The Head of Intensive Care at Cochin Hospital in Paris, Jean-Paul Mira, and the Head of Research at the Inserm Health Research Group, Camille Locht, sparked a wave of international backlash when they suggested researchers should test a tuberculosis drug on novel coronavirus patients in West Africa.
The two French doctors told France’s LCI television channel that the Bacillus Calmette–Guerin (BCG) vaccine, currently used to prevent tuberculosis, could be effective in the fight against the novel coronavirus pandemic. However, the doctors met widespread criticism when they said the BCG’s efficacy could be tested in Africa.
“If I can be provocative, shouldn’t we be doing this study in Africa, where there are no masks, no treatments, no resuscitation?” Mira said.
“A bit like it is done elsewhere for some studies on AIDS. In prostitutes, we try things because we know that they are highly exposed and that they do not protect themselves,” Mira continued.
Lucht replied, “We will seriously think about it [piloting the vaccine in Africa], but this does not prevent us from parallel thinking, in carrying out this study in Europe and Australia.”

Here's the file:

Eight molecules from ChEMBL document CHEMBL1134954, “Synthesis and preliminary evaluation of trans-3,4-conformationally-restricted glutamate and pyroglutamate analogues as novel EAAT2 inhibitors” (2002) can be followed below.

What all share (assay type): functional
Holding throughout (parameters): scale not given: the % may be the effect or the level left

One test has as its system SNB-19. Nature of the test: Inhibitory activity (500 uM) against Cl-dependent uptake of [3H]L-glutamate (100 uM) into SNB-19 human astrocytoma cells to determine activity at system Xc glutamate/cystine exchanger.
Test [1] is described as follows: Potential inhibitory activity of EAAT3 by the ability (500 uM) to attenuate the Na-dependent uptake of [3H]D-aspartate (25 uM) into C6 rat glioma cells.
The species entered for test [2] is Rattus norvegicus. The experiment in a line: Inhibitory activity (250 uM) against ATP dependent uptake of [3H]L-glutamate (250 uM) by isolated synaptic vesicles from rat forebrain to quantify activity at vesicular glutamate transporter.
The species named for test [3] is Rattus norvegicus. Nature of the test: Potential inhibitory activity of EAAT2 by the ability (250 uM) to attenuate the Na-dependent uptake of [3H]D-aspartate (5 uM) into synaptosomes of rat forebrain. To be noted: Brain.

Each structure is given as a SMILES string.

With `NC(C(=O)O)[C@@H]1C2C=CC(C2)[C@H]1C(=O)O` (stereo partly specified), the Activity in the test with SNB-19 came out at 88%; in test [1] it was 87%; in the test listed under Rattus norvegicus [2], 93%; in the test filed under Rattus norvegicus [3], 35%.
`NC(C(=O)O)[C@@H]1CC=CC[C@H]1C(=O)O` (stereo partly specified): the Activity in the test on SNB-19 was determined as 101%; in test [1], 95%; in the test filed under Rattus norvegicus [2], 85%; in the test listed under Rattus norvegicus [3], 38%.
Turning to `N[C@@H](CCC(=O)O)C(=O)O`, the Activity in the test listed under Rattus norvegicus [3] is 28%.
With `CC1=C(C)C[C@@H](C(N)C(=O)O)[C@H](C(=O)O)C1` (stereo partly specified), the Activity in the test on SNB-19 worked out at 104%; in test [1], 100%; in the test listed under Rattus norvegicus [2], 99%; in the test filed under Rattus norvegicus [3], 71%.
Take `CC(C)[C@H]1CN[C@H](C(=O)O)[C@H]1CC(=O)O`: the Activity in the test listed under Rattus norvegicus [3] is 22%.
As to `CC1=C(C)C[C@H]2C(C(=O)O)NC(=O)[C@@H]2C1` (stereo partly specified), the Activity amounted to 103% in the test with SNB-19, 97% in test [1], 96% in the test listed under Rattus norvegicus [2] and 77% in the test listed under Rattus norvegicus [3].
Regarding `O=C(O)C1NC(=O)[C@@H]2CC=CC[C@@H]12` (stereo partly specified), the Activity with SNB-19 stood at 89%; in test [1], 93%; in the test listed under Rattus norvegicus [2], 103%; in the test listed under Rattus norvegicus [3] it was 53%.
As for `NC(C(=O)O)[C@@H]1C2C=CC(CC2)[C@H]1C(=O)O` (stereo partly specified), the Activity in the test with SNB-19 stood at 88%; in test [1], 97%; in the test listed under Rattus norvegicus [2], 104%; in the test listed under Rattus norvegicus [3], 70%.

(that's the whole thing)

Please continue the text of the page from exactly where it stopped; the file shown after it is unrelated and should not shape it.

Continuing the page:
The comments received an angry response on social media, including from retired football players Samuel Eto’o and Didier Drogba.
“I would like to vividly denounce those demeaning, false and most of all deeply racist words,” Drogba tweeted.
“Do not take African people as human guinea pigs! It’s absolutely disgusting,” he added.
Eto’o called the doctors “assassins,” saying “Africa is not your playground.”
Let us save ourselves from this crazy virus that is plummeting the world economy and ravaging populations health worldwide.
Do not take African people as human guinnea pigs! It’s absolutely disgusting…
— Didier Drogba (@didierdrogba) April 2, 2020
The French National Institute of Health and Medical Research (INSERM) released a statement on their Twitter account, calling the footage “fake news” and claiming it was misinterpreted.
#FakeNews Une vidéo tronquée, tirée d’1 interview sur @LCI d’1 de nos chercheurs à propos de l’utilisation potentielle du vaccin #BCG contre le #COVID19 fait l’objet d’interprétations erronées sur les réseaux sociaux. Voici les bonnes explications. ⬇️⬇️ pic.twitter.com/3QRcLgOkso
— Inserm (@Inserm) April 2, 2020
The African continent is currently at the beginning stages of the outbreak with 7,064 cases and only 290 confirmed deaths as of today, April 3. The World Health Organization warned African governments to prepare for a pandemic on the scale of the outbreaks in Europe and China.
The continent’s worst-hit country is South Africa, where 1,462 people have been infected, including five fatalities.